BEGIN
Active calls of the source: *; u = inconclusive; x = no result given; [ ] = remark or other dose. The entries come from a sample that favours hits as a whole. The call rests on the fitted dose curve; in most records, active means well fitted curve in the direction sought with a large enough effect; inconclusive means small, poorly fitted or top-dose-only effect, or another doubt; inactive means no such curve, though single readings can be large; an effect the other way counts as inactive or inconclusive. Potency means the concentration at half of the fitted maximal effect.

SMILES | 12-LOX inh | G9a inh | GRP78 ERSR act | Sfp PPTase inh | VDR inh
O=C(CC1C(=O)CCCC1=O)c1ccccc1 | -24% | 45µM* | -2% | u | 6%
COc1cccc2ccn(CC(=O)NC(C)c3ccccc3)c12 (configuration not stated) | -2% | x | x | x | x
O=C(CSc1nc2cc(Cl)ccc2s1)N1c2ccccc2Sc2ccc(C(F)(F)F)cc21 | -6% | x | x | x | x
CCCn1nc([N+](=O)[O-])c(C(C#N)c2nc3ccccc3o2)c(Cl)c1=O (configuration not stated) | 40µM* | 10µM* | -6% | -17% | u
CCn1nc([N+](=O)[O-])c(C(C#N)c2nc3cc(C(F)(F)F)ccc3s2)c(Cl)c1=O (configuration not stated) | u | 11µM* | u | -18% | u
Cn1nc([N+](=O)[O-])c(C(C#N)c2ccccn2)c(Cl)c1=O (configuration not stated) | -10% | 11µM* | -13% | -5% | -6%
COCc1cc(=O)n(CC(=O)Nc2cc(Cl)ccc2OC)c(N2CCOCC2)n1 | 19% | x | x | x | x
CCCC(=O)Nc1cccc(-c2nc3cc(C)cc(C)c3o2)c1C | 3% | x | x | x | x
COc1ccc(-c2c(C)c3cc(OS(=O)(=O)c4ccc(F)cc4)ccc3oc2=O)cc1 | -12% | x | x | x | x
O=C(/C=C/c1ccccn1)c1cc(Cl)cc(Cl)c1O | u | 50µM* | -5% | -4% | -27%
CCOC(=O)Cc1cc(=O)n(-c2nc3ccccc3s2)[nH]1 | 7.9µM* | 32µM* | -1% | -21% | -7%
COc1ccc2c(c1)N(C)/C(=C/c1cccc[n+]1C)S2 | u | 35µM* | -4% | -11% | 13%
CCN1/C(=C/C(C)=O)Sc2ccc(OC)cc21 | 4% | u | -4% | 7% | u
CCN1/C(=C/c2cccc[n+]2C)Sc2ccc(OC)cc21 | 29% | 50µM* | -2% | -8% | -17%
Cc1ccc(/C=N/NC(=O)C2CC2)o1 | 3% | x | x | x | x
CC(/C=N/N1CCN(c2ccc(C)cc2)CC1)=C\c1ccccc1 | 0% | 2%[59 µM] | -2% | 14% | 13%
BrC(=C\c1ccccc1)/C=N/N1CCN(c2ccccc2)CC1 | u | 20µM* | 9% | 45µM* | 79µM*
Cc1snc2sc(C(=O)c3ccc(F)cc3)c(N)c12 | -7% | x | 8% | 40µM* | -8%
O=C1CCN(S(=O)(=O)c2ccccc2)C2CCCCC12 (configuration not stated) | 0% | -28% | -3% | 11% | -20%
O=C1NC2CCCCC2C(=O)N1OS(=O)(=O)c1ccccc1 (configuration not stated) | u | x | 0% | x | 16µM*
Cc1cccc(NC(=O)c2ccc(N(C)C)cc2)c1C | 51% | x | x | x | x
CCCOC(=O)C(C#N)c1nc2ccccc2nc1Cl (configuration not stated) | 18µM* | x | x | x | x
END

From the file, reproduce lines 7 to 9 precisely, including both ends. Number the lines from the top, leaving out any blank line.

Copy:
CCn1nc([N+](=O)[O-])c(C(C#N)c2nc3cc(C(F)(F)F)ccc3s2)c(Cl)c1=O (configuration not stated) | u | 11µM* | u | -18% | u
Cn1nc([N+](=O)[O-])c(C(C#N)c2ccccn2)c(Cl)c1=O (configuration not stated) | -10% | 11µM* | -13% | -5% | -6%
COCc1cc(=O)n(CC(=O)Nc2cc(Cl)ccc2OC)c(N2CCOCC2)n1 | 19% | x | x | x | x